Northeastern University biology professor Joseph Ayers is part of a team of scientists who have received a three-year, $600,000 grant from the Office of Naval Research to create a fleet of micro-robots designed to locate explosive compounds from hundreds of thousands of live mines that have been hidden underwater since World War I.
“The primary need for robots is to do things that are either too boring or too dangerous for humans to do,” says Ayers, who directs the biomimetic underwater robot program at Northeastern’s Marine Science Center in Nahant, Mass. “Mine hunting is the perfect example of that.”
Over the last seven years, the synthetic biologist has become famous for designing the RoboLobster and RoboLamprey — autonomous underwater robots that mimic the neurophysiology and behavior of their real-life counterparts.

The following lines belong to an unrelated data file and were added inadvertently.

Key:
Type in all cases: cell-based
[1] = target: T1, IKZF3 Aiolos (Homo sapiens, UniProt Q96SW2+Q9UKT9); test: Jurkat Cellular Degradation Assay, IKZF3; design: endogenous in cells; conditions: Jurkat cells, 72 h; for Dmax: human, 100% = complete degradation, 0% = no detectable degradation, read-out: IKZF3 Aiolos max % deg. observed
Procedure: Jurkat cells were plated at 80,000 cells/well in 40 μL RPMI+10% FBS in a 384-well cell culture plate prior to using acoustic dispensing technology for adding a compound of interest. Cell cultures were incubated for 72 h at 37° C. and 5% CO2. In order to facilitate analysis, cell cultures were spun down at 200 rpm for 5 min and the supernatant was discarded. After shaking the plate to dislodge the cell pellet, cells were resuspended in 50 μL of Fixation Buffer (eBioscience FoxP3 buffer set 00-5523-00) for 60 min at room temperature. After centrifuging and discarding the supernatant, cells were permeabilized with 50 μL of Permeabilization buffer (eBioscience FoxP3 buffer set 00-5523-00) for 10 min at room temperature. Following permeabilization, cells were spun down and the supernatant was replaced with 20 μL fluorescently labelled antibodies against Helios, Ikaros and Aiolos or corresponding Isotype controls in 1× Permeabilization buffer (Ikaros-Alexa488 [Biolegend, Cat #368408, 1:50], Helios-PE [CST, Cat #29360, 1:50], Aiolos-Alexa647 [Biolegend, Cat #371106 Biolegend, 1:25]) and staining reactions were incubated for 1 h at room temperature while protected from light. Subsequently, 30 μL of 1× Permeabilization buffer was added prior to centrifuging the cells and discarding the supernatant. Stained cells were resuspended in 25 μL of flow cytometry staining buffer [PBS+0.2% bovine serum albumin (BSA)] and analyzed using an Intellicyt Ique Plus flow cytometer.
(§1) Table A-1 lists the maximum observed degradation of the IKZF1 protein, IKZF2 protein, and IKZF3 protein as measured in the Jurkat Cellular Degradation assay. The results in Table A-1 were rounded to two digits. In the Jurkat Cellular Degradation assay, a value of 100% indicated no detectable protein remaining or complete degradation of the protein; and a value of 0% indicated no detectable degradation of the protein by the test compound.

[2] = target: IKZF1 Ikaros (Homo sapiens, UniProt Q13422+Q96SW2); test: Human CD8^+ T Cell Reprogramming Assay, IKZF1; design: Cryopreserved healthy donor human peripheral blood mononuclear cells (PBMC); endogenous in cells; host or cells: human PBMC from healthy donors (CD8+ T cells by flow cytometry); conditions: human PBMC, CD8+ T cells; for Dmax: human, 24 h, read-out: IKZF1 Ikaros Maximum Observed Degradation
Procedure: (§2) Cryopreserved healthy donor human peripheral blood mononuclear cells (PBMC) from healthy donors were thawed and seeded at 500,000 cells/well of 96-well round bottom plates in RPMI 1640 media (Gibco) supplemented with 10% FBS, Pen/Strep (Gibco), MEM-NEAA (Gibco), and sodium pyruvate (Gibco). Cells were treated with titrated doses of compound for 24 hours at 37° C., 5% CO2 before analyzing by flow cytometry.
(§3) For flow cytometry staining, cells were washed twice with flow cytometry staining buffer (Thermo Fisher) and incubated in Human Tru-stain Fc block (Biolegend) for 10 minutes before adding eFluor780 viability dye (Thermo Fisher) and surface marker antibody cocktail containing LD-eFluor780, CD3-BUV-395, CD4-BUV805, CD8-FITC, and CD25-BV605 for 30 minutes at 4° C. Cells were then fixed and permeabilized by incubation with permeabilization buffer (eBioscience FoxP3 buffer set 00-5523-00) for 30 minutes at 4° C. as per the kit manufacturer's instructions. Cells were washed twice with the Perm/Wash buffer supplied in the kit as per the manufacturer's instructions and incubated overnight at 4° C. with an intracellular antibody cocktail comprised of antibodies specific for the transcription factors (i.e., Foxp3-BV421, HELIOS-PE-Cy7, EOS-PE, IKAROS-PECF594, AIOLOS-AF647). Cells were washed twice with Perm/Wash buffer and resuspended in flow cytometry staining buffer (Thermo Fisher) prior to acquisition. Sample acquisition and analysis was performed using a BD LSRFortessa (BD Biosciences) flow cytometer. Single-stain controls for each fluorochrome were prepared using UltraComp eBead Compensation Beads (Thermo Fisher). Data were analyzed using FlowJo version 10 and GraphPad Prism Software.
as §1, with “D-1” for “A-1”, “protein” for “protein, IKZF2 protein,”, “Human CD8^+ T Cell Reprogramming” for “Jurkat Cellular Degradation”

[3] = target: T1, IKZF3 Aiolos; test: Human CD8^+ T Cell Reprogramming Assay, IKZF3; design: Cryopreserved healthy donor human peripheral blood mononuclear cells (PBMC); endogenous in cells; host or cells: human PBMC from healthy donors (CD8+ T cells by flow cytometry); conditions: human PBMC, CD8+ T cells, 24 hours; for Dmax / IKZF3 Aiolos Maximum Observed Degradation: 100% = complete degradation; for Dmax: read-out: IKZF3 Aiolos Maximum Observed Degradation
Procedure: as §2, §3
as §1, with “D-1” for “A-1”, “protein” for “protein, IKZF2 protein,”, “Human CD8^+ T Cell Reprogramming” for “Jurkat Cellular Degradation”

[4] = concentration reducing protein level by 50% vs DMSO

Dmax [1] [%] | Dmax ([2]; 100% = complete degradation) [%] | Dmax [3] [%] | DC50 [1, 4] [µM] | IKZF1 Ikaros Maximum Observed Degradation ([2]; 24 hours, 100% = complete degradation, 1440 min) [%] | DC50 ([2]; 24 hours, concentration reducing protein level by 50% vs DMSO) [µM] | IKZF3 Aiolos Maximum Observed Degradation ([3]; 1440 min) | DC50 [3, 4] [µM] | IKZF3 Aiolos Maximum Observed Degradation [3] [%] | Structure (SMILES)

Designing a fully autonomous robot — or system of smaller robots — is the ultimate goal of the research, says Ayers, who has also created a robotic eel that uses synapses and neurons rather than circuits and computer chips.
For his current project, Ayers will work with researchers at MIT, Boston University and Harvard Medical School to create micro-robots using bacteria that have been reprogrammed to detect explosive materials, such as C4 and TNT, that have seeped from underwater mines into streams, rivers and oceans around the world.
RoboLobsters, Ayers says, would serve as “chaperones” for the mini mine-seekers, which will light up when they detect explosives. “It is an engineering approach to molecular biology,” he says. “What we’re doing is basically adding sensor or reporter genes to bacteria and giving that bacteria a limited computation ability.”
The micro-robots will be able to process information in a matter of milliseconds without relying on specific algorithms that may limit their movements.
“Animals never get stuck and can wiggle and squirm to get out of a tough spot,” Ayers says. “What we think animals are doing is increasing the chaos in their nervous system and getting themselves out of tight spots.”
A ‘ray’ of light on complex systems